Yesterday I touched on a little history, and a small part of what Iaccoca did to turn Chrysler around in the early 80s. This time the stakes are so much higher than Chrysler and Michigan alone, and there must be a solid determination of the powers-that-be (in this case the US Congress) to identify which cause affects the manufacturers the worst. Who, in fact carries the role of maximum culpability in the crisis these auto giants face?
The answer I have already given. As the guilt laden perpetrators of the most heinous abuses business has, and will ever face in a supposedly free market environment, Congress carries on pointing fingers and “shaming” the executives at the helm for not being able to drive the radically altered obstacle course known as manufacturing in America.
Note the road a manufacturing entity such as GM must travel to get from point “A,” where need for product is established, to point “B,” which represents final delivery. Think of the road as placed on high plateaus, where missing a turn would surely mean falling into an abyss.
Congress mandates many things for which big business must capitulate to stay in business. Look at each hairpin curve as a labor law, manufacturing safety requirement, tax, or the very worst turns environmental stipulations. Each turn, and each bend must be negotiated not with an eye on the scenery however, but with the eye on the road, because to slow down would mean further losses in profits, and a plunge off the cliffs to the rocks below.
The PROBLEM is the result of the simple creating the complex. The SOLUTION is going to be a matter of allowing the complex thinkers to draw a straight and simple line from point to point. The inverse to look a little more like this:
Consider that the congress set aside at least $25 Billion in the energy department budget to assist the automakers in upgrading to newer “eco friendly” technology. That technology which requires fewer CO2 emissions that Congress MANDATED (because they are such gifted scientists) because the planet was/is warming so fast. Never mind that it is a patently false assertion, and the continued premise as such merely creates more poverty here, and abroad. The money set aside for the automakers as is the case with all government projections, would NEVER be enough to offset the true cost of meeting such mandates.
The solutions CONGRESS must adopt to maintain the health of the automakers and manufacturing in general for a healthy national economy are as follows:
1. Abandon Safety Rules – Bear in mind that product liability issues must still be met with responsibility by the creators of products. Allow them to assess which parts assemble together properly for maximum safety and ultimately the best bottom line return on their own production. There are other benefits to this in the reduction of government employees needed to monitor such things as well as being able to “turn on a dime” and redesign quickly and efficiently without any extended approval processes.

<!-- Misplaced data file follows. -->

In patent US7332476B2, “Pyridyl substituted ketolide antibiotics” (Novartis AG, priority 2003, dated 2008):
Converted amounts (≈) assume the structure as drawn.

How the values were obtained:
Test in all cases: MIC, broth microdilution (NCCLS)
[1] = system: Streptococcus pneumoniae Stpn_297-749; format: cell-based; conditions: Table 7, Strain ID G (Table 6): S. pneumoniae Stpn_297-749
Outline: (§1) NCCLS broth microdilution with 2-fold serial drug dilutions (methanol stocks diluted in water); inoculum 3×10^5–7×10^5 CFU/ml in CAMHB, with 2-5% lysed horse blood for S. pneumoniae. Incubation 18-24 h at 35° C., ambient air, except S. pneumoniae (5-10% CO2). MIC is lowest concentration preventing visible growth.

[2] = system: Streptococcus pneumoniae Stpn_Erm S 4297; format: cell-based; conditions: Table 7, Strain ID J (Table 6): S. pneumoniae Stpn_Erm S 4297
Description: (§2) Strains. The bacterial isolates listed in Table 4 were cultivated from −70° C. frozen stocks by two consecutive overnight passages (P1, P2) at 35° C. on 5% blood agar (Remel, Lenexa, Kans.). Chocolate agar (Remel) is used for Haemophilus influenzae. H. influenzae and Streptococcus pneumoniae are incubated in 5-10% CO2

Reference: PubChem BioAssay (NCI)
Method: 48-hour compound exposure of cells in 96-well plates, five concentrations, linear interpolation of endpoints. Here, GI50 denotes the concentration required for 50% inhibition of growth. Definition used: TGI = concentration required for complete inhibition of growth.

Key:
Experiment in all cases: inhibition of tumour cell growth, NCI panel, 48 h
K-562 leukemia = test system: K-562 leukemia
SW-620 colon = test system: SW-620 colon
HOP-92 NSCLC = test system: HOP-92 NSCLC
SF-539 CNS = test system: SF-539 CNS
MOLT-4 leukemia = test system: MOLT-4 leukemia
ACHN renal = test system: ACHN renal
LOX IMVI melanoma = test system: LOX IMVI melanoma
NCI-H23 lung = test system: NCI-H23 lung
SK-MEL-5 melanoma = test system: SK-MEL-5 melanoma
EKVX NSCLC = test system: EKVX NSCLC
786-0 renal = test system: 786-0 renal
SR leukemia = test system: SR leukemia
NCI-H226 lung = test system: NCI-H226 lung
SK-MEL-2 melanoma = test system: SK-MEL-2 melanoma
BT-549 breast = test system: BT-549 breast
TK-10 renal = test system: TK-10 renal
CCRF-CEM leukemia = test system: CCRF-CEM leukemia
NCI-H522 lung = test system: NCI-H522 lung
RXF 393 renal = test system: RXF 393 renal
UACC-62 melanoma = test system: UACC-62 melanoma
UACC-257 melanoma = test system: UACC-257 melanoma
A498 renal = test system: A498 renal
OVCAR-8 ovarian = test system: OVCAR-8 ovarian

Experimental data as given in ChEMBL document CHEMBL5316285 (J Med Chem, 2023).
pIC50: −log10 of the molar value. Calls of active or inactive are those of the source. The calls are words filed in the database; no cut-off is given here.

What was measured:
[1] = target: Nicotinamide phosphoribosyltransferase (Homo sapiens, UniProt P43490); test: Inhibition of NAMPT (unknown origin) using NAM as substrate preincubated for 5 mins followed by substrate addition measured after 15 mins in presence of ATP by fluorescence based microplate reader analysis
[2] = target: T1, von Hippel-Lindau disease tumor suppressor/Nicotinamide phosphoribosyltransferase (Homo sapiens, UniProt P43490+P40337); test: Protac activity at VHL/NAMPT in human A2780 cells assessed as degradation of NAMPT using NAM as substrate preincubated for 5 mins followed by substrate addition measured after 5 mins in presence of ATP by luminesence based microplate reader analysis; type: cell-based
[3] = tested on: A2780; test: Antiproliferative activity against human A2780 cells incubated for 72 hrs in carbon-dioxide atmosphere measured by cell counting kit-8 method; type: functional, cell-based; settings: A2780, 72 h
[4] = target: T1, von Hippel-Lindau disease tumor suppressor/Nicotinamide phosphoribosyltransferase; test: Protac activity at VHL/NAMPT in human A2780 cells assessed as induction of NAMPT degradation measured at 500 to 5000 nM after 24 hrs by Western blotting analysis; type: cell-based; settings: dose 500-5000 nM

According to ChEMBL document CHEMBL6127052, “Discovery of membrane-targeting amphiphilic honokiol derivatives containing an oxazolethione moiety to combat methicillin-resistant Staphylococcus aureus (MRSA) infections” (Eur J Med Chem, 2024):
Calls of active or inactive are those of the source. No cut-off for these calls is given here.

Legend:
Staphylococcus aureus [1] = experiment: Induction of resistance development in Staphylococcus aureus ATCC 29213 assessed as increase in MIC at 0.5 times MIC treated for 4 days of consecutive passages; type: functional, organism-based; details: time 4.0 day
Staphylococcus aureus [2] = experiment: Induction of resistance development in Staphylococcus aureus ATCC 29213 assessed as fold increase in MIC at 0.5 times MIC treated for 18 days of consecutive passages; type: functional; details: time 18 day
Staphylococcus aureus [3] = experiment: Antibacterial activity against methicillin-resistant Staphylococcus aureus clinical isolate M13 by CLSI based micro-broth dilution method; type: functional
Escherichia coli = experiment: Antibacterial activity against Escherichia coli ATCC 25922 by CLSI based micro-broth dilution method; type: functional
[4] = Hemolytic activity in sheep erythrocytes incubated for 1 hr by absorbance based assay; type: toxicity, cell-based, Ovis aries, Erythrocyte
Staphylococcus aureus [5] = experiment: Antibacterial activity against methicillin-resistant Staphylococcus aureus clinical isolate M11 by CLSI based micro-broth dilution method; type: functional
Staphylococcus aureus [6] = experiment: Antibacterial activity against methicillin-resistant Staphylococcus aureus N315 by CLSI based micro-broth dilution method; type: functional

2. Abolish the NLRB – Only when the manufacturer has the ability to truly negotiate without fear of violating any number of draconian rules by government which limit the proper employee/employer bargaining relationship, will they be able to run these businesses as true “free market” enterprises. In this age of choices, and open information it is hardly necessary to hold manufacturer’s feet to the fire in order to secure a decent wage for a job well done.
3. Eliminate environmental restrictions on Automobiles – Or at least reduce them to limits on toxic emissions only. Buyers will not want to buy a car which spews out brown smelly exhaust, so the market will sort this out anyhow. But the reduction in mandated rules always allows for “instant” corrections to be made without costly and time consuming “certification” processes.
4. Eliminate and refrain from establishing federal drilling restrictions. – Allow the local (state) constituencies to negotiate their own drilling guidelines much like Alaska.. Even on Federal lands within their borders. This would ensure that there is a ready supply of oil and resources for vehicle use, and for national security. It also would keep oil and gas prices on an even keel versus the unnatural ups and downs created by an invasive government presence in the process.
These are four items which I believe if acted upon as stated would be a GUARANTEE that the automakers could pay back any loans we as taxpayers are on the hook for. Though I doubt a single effort by THIS congress will be made in the direction as described above, I remain eternally optimistic that we as a nation will at some point in my lifetime rediscover how TRUE free markets really bring about prosperity and health of a nation.